May 21, 2013: Armed groups operating in central Africa have managed to acquire more powerful weapons which they are using to kill elephants for their ivory. The LRA has joined in and has been seen selling poached ivory to smugglers. Ivory sales appear to be a key source of LRA funds right now.

May 20, 2013: Fifty plainclothes police raided and shutdown a major Ugandan newspaper, the Daily Monitor. The police raiders disabled the newspaper printing press and said they were engaged in searching for the source of a leak which affected national security. But the real reason the police raided the paper is political. Earlier this month the Daily Monitor published a letter which accused President Yoweri Museveni of plotting against individuals who believe Museveni intends to put his son, Brigadier General Muhoozi Kainerugaba, in power in 2016.  Museveni’s political opponents and some media call this Project Muhoozi (or The Muhoozi Project). Muhoozi currently commands Special Forces Command. The elite Presidential Guard Brigade is assigned to Muhoozi’s command. He was a second lieutenant in 2000, so his rise through the ranks has been stunningly rapid.  Muhoozi has also surrounded himself with several young officers who are personally loyal to him. The letter basically asked for an investigation into rumors and reports that Museveni intended to assassinate individuals in security agencies who might oppose his plan to cede power to his son. The police broke the paper’s printing press and knocked its website off the internet. The police raid followed a warning by the Ugandan government media regulator that excessive coverage of the letter would result in penalties. The letter was allegedly written by former General David Sejusa. Sejusa is popularly known by the name Tinyefuza. He is regarded by many as a revolutionary hero and was one of Museveni’s deputy commanders in the civil war in the 1980s.  Sejusa wrote the letter to Uganda’s Internal Security Organization (ISO). The ISO claims it never received the letter and that the Daily Monitor is part of a political plot. The Daily Monitor first published quotes from the letter on May 7. The letter was published at a time when Ugandan media were reporting that very deep political divisions are appearing between Museveni’s National Resistance Movement (NRM) and the Ugandan Army. Sejusa is traveling in western Europe. He faces charges of violating the military’s code of conduct. Sejusa was Coordinator of Intelligence Services. Ugandan political analysts are arguing about Sejusa’s objective. He remains popular with many in the military. One theory is that Sejusa is positioning himself as a political alternative to Museveni and his son. (Austin Bay)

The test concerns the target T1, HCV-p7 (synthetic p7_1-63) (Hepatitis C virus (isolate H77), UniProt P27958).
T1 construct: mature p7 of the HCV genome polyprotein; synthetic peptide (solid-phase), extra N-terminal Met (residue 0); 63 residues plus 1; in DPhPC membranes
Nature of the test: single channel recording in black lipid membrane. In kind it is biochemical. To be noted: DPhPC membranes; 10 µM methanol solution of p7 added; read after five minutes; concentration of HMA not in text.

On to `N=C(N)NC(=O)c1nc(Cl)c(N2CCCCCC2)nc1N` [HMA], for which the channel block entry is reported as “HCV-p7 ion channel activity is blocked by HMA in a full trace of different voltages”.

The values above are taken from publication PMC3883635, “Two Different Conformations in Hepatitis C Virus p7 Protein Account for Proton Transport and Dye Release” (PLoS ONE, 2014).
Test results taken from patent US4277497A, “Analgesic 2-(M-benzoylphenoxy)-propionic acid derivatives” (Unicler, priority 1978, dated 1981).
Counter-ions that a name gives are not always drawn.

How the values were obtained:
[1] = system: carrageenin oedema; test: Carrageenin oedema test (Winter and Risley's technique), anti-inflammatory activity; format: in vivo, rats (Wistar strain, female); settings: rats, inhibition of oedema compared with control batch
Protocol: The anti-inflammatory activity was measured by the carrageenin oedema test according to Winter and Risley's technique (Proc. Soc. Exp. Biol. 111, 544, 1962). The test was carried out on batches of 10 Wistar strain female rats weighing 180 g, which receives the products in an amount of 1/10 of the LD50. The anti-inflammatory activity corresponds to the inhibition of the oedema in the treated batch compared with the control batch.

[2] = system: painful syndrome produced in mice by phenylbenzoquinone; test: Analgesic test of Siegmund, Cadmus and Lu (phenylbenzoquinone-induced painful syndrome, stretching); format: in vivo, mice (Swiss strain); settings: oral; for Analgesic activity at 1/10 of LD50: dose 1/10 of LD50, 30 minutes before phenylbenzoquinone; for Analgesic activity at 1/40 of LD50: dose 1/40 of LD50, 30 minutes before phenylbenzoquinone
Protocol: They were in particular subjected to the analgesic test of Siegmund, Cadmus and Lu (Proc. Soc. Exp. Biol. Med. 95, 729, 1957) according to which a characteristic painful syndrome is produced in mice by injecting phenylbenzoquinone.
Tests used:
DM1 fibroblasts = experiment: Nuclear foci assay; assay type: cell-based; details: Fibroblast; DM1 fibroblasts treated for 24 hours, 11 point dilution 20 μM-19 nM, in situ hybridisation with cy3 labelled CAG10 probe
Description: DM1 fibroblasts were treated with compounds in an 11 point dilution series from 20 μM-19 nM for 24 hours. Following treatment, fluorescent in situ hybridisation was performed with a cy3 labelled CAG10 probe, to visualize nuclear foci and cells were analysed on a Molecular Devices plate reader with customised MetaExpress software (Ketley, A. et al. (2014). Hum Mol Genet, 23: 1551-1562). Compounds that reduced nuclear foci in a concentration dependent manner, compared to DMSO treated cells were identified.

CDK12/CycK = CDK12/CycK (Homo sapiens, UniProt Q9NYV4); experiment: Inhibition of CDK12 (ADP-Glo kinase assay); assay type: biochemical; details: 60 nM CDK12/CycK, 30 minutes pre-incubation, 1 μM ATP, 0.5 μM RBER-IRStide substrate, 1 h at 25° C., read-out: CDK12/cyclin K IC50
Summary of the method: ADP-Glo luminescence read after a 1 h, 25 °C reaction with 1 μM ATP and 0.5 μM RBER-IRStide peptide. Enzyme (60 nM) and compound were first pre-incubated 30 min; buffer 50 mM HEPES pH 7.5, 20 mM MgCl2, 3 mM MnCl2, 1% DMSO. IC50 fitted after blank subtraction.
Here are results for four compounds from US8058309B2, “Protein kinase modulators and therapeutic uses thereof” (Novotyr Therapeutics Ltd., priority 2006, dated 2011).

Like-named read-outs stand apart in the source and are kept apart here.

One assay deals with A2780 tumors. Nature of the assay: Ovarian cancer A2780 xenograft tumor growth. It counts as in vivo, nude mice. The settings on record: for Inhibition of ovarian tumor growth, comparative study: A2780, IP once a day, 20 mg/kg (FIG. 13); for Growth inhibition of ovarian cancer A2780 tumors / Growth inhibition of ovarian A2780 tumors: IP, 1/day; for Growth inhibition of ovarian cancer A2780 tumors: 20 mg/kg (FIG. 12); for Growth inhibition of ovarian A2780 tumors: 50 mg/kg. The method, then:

May 12, 2013: Ugandan media reported that President Yoweri Museveni is outraged over allegations that he intends to pass power on to his son. The government warned that newspapers and radio stations reporting on the story could face severe penalties. Nevertheless, everyone is talking about the subject. On May 7, one of Uganda’s leading newspapers, the Daily Monitor, quoted part of a letter attributed to General David Sejusa which asked for an investigation into rumors that individuals opposed to Museveni’s plan to pass power on to his son are being targeted for assassination. Commentators indicated that the targeted individuals are senior security officials in Uganda. The letter was dated April 29, 2013. Ugandan media claim that Museveni believes Sejusa is conspiring with opposition leader Kizza Besigye to split the Ugandan Army into factions. Sejusa wrote another controversial letter in October 2012, one that many people read as a warning that the military could launch a coup. The 2012 letter, which appeared in the Daily Monitor, said that Uganda faced “creeping lawlessness, impunity, primitive arrogance, and insensitive behavior” and innocent people were being abused. There were rumors at the time that Sejusa would be court martialed for writing the letter.

May 7, 2013: Despite denials by senior government officials that the Seleka rebel takeover of the CAR government has not deterred Ugandan Army efforts to defeat the LRA, reports from the CAR indicate that it has affected combat operations. Ugandan Army troops in the CAR have reportedly withdrawn to their base camps. Security officials are worried that the suspension of hunter patrol operations will give the LRA a respite – a chance to rest and regroup.